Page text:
What Other Services Fail with EBS?

Amazon had another outage today which impacted users of EBS in a single availability zone of the us-east-1 region.  On the plus side, this outage did not seem to cascade and cause availability problems for EBS users in other availability zones.  But there were a number of other things which failed across the Amazon services within that availability zone.  Looking at them gives us some interesting insight into dependencies within the services provided by AWS.

The first and most obvious casualty of EBS problems are the APIs used to interact with AWS, the AWS console, and Elastic Beanstalk.  Due to automated failovers in cases of problems, both ones provided by Amazon and custom solutions from Amazon users, the load on the API increases drastically in these sorts of events.  This means that automated failover capabilities are actually less helpful than one might hope.  As such, to remain up during these events, you need to have the capacity to sustain the loss of an availability zone without provisioning additional instances or changing the configuration of AWS services (such as ELBs).

Another big component which tends to fail in concert with EBS is RDS. While not surprising, especially with the announcement of provisioned IOPS support for RDS, this drives home the fact that RDS uses and depends on EBS for its data storage.  And while Multi-AZ support promises to handle failover for these cases, the reality is that it seems to get stuck without failing over in these cases for at least some users.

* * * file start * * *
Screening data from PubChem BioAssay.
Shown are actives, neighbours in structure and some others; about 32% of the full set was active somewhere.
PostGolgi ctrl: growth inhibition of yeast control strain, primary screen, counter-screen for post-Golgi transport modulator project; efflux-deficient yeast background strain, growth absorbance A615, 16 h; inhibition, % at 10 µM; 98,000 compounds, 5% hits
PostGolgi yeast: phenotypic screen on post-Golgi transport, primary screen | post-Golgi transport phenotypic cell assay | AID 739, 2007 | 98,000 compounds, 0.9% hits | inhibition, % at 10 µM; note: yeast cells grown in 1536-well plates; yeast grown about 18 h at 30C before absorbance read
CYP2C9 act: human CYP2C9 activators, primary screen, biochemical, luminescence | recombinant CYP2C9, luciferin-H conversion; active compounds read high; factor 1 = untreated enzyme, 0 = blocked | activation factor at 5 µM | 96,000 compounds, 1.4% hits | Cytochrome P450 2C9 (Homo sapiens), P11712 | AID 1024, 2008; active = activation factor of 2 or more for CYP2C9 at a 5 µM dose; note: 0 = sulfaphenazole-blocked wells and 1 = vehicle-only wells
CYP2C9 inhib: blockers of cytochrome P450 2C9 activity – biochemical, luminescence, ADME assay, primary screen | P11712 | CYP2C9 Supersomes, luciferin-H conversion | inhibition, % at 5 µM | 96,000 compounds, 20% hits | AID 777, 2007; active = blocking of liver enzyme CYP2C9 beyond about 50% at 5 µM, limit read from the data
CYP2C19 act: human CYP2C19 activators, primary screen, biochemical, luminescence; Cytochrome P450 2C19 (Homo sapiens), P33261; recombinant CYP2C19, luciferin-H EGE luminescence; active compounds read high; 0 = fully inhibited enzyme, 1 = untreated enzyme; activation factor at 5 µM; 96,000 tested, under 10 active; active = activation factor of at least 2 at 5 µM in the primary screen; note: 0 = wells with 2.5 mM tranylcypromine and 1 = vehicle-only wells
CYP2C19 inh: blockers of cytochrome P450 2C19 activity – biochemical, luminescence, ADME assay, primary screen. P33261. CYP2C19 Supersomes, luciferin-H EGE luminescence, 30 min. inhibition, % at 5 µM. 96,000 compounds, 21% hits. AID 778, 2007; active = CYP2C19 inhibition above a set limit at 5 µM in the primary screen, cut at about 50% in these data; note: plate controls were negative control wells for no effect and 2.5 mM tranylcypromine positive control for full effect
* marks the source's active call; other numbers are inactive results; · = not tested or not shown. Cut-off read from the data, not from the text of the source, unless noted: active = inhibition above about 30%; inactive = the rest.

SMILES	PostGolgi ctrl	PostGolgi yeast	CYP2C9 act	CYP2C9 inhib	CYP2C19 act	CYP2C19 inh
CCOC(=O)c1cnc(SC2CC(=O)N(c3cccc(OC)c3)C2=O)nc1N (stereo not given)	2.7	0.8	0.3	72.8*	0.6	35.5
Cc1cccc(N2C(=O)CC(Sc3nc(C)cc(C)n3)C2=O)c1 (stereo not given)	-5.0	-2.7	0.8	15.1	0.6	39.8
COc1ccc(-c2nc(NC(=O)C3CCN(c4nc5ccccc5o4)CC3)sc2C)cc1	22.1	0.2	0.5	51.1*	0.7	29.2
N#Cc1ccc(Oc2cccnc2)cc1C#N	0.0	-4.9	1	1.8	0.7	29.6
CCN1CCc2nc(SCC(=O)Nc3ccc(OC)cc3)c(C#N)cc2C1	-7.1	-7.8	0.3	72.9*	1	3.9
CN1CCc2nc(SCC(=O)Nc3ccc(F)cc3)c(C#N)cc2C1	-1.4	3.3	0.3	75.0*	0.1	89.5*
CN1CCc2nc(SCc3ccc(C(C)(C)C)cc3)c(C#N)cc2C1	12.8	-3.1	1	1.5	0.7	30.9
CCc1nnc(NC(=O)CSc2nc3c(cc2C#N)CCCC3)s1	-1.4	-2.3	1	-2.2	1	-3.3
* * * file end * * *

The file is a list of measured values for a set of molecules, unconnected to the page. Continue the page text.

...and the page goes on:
Two of Amazon’s newer services also saw some downtime today — CloudSearch and ElastiCache. CloudSearch provides searching and indexing functionality and so it’s pretty obvious that its disk usage will be similar to that of a database and so EBS makes some sense.  ElastiCache, on the other hand, provides a memcached compatible server for your in-memory caching needs.  What does an in-memory cache need disk, and especially disk with the persistence guarantees of EBS as opposed to ephemeral disk?  I suspect Amazon is using EBS there to provide a volume to snapshot and handle the scale out of the cache to new instances.

Did you notice problems with other services?  Interested in helping us to build tools to monitor and deal with these problems — join us!

4 thoughts on “What Other Services Fail with EBS?

  • That’s a good point Jeremy.
    That’s why in AWS it worth having active-passive or active-active infrastructure setup in different availability zones or regions. If having issues with one of the zones, don’t waste your time, just switch to other zone.

    I don’t think users can fully rely on AWS monitoring tools like CloudWatch. Monitoring stats information is not always up to the minute. Use additional monitoring tools to stay ahead of time.

  • @Ev — very true but the problem that many people saw last week is that they weren’t able to switch to other zones as the Amazon API control plane was overloaded and unavailable. In their post-mortem (https://aws.amazon.com/message/680342/), Amazon describes how they continue to work to keep the API fully available during outage scenarios but things just aren’t entirely there yet.

  • Sorry, I missed your original point about API accessibility. I wonder what would you suggest to protect against such risks?
    Externalize DNS servers and have DNS master-slave spread across different providers to minimize failure risk? In this case you’ll at least be able to redirect traffic.
    Latency based DNS routing? Any other ideas?

  • External DNS servers is probably the best bet for anything public facing. For internal pieces of your architecture, you could use a variety of other ways to coordinate access to services from the simplest of using /etc/hosts to point at the active database server to something like Zookeeper to handle the coordination.